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Gov. Whitmer talks to Michiganders during TV town hall on COVID-19

Governor's office

Michiganders heard Governor Gretchen Whitmer address a wide range of topics related to the state’s response of the COVID-19outbreak during an hour long program broadcast Thursday night on television and radio stations, including Michigan Radio. 

Answering questions from a trio of Detroit TV anchors, Whitmer and Michigan’s Chief Medical Executive Dr. Joneigh Khaldun talked about topics ranging from closing schools to reopening Michigan’s economy once thepandemicruns its course.

During her statewide TV town hall, Whitmer addressed a divide between urban and rural Michiganders facing theCOVID-19 outbreak.

The bulk of Michigan’s cases and deaths are in the state’s largest cities. Meanwhile, some people in rural communities are questioning why they are having to abide by the governor’s "stay home" order.

Whitmer insists COVID-19 is a threat to all Michiganders.

“The fact of the matter is that COVID-19 is probably in a lot more places than we know,” says Whitmer.

Last night, Whitmer urged health care workers in parts of the state where there are fewer known cases to volunteer in parts of the state reeling from the effects of COVID-19.

The governor was also asked whether some local responses to the crisis should be considered on the state level.

Whitmer says she’s not considering imposing a statewide curfew to try to slow the spread of COVID-19.

On Thursday, the city of Flint imposed a 9pm to 6am curfew. Flint’s mayor says the curfew is needed to stop people from ignoring the governor’s stay home order.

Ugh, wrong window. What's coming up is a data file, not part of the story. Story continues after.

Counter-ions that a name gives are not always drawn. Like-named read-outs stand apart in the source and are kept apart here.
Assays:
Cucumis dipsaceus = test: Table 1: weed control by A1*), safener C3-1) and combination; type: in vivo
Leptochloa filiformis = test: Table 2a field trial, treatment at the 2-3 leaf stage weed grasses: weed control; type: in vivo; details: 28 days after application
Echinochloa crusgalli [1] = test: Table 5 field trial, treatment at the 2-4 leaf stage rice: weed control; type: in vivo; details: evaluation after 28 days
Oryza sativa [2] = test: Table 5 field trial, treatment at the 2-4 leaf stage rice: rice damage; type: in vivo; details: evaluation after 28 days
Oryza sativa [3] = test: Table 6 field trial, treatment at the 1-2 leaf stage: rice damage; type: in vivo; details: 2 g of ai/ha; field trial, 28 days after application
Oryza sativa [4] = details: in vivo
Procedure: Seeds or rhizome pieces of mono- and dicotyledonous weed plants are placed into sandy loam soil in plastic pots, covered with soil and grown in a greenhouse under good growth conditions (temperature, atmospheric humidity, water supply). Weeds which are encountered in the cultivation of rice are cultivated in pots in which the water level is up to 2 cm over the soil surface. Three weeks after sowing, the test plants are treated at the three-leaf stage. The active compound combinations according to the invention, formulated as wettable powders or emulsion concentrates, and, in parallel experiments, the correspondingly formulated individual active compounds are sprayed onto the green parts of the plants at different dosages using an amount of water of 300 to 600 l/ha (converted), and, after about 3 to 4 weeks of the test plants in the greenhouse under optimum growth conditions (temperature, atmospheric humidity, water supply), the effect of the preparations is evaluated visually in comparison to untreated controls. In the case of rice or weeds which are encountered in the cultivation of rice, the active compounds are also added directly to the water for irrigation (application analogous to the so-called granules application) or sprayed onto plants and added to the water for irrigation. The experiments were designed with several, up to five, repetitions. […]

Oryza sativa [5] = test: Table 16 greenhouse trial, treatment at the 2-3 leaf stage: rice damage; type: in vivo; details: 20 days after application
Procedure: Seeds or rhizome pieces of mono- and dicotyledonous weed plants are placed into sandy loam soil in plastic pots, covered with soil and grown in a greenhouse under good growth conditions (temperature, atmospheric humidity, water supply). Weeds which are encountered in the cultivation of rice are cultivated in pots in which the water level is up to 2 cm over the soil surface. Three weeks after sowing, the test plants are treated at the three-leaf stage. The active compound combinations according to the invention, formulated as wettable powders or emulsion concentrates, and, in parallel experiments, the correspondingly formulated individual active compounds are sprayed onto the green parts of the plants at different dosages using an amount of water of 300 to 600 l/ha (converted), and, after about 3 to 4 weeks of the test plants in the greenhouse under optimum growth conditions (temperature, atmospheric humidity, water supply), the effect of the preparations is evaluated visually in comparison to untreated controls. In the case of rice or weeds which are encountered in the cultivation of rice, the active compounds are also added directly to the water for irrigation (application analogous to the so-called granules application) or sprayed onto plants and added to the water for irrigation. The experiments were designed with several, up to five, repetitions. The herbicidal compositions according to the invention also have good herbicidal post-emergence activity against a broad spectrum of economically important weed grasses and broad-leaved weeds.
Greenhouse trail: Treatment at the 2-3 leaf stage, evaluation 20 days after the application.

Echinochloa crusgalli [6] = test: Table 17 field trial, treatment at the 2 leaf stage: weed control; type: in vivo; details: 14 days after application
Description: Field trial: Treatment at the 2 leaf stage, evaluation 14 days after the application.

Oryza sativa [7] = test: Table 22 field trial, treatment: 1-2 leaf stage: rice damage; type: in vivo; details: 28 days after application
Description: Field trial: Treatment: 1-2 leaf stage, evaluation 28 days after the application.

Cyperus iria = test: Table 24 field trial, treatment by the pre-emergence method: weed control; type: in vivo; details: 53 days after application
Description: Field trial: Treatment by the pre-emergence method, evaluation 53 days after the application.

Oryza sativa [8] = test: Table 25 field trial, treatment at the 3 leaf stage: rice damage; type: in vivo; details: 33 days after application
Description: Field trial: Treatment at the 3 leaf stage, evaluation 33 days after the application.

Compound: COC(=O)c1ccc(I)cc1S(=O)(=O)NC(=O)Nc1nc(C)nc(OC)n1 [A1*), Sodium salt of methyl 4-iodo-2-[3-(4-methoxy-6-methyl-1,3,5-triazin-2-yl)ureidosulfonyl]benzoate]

Whitmer admits there are similar problems in other parts of the state.

“In terms of a statewide curfew, we haven’t determined if that step is necessary,” says Whitmer, referring to a statewide curfew.

And then, there’s the lottery.

Whitmer says the lottery is non-essential during the current COVID-19 outbreak. 

But she admits people are still lining up to buy lottery tickets at stores that remain open during her stay home order.

“I have become aware of the serious concern about people congregating around the lottery and that’s something we’re taking a very serious look at,” says Whitmer.

She urges convenience and other stores that sell lottery tickets to require social distancing.  

On Thursday, the state took another action to require observance of the governor’s orders.

The state of Michigan is threatening thousand dollar fines and other penalties for those who violate the governor’s COVID-19 orders.

The Michigan Department of Health and Human Services announced the new civil penalties Thursday night.

The orders include restrictions on large gatherings and non-essential businesses.

Michigan has recorded 417 deaths and more than 10,000 positive coronavirus cases. 

Steve Carmody has been a reporter for Michigan Public since 2005. Steve previously worked at public radio and television stations in Florida, Oklahoma and Kentucky, and also has extensive experience in commercial broadcasting.
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